And we thought U.S. misadventures in Arab autocracies were a thing of the past. How Barack Obama, Hillary Clinton, and Bob Gates were talked into this latest war of choice by the Brits and French (of all people!) is beyond me. Now that we’re in this mess, we’ve gone way passed what the UN authorized and are actively seeking regime change. Of course we have no understanding of the dynamics on the ground and no real preparation for the eventuality that Gaddafi will fall. Sound familiar? I cannot discern any vital U.S. interests in Libya’s civil war (neither can Secretaries Gates or Clinton) and this is likely going to be another pointless and costly Middle Eastern disaster with an American fingerprint.

And don’t give me the line about humanitarianism. If we really cared we’d be bombing dictators from Bahrain to Sudan.

P.S. The Center for Combating Terrorism found in 2007 that the second most important source of foreign fighters in Iraq (after our buddy Saudi Arabia) was Libya. I wonder where those rebels we’re now supporting learned all those useful skills in fighting larger, better equipped militaries…

China Wins the French Open


For those of you who aren’t interested in tennis (that’s Maddie included), the gentleman’s sport has recently taken on a more geopolitical color. On June 4, Li Na became the first Asian-born (man or woman) to win a Grand Slam singles title at the French Open. Li’s success is not only a huge personal victory for a 30 year old player but also a sign of Asia’s ascendance in what was once a Western only affair.  What’s even more interesting is that her victory was the product of a loosening of restrictions on athletes. While generals worry about Chinese military competition and economists whine about the trade deficit, Venus and Serena need to watch their back.


I’m more of a gymnastics kind of girl. Tennis is for the bourgeoisie.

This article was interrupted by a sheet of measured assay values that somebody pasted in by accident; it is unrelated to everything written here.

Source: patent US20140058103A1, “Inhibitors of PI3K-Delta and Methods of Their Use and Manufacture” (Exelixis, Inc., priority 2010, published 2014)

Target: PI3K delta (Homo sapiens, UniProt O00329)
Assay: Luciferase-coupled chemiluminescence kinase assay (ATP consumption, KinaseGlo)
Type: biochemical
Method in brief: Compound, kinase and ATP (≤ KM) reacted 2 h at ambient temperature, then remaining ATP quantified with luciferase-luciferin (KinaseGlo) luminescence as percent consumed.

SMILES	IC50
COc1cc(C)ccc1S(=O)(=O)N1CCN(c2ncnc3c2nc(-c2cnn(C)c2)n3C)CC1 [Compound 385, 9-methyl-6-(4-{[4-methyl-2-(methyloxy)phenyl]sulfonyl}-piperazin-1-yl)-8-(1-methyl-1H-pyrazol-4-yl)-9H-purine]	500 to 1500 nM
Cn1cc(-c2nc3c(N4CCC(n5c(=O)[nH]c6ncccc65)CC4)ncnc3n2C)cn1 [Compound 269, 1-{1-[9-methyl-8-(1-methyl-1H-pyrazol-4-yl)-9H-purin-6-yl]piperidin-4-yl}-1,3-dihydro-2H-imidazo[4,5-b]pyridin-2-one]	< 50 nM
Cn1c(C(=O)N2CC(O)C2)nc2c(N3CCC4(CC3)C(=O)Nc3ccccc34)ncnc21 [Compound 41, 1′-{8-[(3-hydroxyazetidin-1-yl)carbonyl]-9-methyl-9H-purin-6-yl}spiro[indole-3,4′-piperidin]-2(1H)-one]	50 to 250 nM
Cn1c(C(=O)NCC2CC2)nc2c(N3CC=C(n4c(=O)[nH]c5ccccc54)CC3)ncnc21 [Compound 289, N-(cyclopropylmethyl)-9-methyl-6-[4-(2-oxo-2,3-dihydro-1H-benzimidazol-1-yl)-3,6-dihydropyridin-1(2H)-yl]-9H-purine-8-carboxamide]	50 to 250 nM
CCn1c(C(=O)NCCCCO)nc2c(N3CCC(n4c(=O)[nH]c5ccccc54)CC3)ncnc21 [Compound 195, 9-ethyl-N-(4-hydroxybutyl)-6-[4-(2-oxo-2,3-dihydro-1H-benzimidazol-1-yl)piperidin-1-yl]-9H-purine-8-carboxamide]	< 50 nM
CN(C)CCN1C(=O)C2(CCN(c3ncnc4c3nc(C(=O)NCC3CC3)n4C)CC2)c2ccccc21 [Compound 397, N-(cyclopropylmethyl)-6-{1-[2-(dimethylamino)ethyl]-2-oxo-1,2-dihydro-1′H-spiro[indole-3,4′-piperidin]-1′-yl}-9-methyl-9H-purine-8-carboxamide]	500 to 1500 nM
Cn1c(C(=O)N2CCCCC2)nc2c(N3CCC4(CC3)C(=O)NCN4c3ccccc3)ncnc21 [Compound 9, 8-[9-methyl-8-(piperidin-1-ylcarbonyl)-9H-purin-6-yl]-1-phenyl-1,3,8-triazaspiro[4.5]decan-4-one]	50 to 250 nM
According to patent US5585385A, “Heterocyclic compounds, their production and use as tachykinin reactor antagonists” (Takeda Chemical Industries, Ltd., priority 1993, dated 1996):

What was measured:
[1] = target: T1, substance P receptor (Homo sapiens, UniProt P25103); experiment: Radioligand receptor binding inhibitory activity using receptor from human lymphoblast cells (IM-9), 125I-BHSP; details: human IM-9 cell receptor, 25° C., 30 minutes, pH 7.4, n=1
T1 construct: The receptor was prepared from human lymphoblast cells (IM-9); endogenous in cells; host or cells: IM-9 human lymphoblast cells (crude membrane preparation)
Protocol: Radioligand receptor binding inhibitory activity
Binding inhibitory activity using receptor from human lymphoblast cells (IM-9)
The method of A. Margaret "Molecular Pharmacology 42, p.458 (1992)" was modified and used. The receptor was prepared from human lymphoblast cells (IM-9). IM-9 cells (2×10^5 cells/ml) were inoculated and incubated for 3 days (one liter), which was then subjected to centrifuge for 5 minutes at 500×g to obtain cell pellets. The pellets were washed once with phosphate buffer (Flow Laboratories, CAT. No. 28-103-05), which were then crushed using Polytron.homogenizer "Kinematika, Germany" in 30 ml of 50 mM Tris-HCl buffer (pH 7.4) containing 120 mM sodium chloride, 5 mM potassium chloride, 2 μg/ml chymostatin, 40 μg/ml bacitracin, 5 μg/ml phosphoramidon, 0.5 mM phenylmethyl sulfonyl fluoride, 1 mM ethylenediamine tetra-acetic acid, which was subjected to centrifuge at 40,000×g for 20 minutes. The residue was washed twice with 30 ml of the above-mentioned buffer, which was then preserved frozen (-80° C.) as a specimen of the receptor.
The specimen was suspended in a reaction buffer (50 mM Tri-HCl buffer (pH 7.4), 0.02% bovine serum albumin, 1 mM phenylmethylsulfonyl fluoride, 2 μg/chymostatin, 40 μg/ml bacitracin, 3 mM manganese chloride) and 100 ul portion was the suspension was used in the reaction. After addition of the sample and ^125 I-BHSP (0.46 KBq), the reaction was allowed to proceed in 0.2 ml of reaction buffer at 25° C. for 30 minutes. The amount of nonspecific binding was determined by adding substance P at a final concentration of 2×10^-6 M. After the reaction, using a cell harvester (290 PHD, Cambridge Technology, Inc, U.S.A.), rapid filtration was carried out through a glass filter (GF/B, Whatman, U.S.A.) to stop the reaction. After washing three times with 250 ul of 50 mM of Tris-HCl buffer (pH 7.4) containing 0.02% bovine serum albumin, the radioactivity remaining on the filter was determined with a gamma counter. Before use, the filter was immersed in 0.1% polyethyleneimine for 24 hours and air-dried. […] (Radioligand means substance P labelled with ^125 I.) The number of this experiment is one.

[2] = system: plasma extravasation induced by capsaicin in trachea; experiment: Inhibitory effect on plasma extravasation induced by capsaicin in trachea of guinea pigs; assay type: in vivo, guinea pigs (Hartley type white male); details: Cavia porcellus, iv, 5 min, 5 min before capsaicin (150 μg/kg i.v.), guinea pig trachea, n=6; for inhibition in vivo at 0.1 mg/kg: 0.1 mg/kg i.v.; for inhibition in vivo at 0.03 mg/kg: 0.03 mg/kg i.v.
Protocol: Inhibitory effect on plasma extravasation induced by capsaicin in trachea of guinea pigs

1. Mark Frey says:

    The rest of the terrorists may be in nearby Costellobad.

    (snicker… Maddie called Dan bourgeoisie…)

  2. The Student says:

    Re: IMFG

    Obama throwing his weight behind an open process would be good policy, but bad politics. When ridiculous, symbolic things can be used to define your worldview (“Look! He’s ceding America to the BRICs!”) even a politician like Obama (or, perhaps, especially like Obama?) has to act accordingly. Understanding the changing world order is tantamount to treason for those who will complain loudest about it.

    Re: Osama bin Laden

    In response to Maddie, it appears at least one Pakistani Army major knew about bin Laden (I’m speaking of the one allegedly arrested with other CIA informants). Of course, Pakistan is now saying no army personnel were arrested. I wonder how many intelligence and military officers will be “retired” in the coming months?

    Also, Dan, I don’t think the problem is our approach to business with Pakistani. The problem is with our fundamental incompatibility as partners. Every successful strategic partnership the US has now is based on common heritage (many English-speaking nations) or shared experience/sacrifice (victors & losers of WWII). Our partnership with Pakistan is based SOLELY on geography, both then (1980s) and now. Engaging with the military over the civilian government is the least bad choice for the US. The civilian government doesn’t even have the power to direct the ISI to do something, and intelligence cooperation is the single most important aspect of our partnership.

    I have a hard time believing that US military officers, intelligence professionals, and diplomats are so blind and tone-deaf that they don’t recognize Pakistan is the worst kind of friend a nation in our position can have. It’s a relationship based on necessity, for now. Their underdeveloped civilian institutions would be a concern of ours if we needed a long-term relationship with them, but you can bet your daily cup of coffee that the moment we’re out of Afghanistan, we’re done dealing with Pakistan at this level. It will be very similar to the post-Soviet Afghan war, when the CIA and ISI stopped pretending to be friends and went back to being open adversaries. We can only hope that we don’t abandon Afghanistan without leaving behind a government that can actually hold itself up, though.

    Re: Libya

    It’s shocking how fast people can go from “we’re murdering Iraqi children!!!” to “BOMB THE F*** OUT OF LIBYA!” Our participation in the campaign in Libya should either have been non-existent or full-forced. This tepid, dip-your-toe-in kind of campaign is so utterly useless and misguided. Legal issues aside (Obama may not think the War Powers Resolution applies, but we do have 2 other branches for a reason), the Libya bombing campaign has been a waste of money and effort.

    I’m as much for democracy as the next guy (or gal), but that doesn’t mean we have to get actively involved in combating every dictator facing protests. And like Dan said, the humanitarian angle is not only a red herring, it’s a white elephant. Interventions, especially in the Middle East, have been costly both in terms of blood and money. I know we’re playing the role of world cop, but even cops know when to write a ticket and when to say, “eh, too much paperwork, just be quieter next time.”

  3. The Student says:

    Well damn it, obviously I meant Re: IMF. Not IMFG.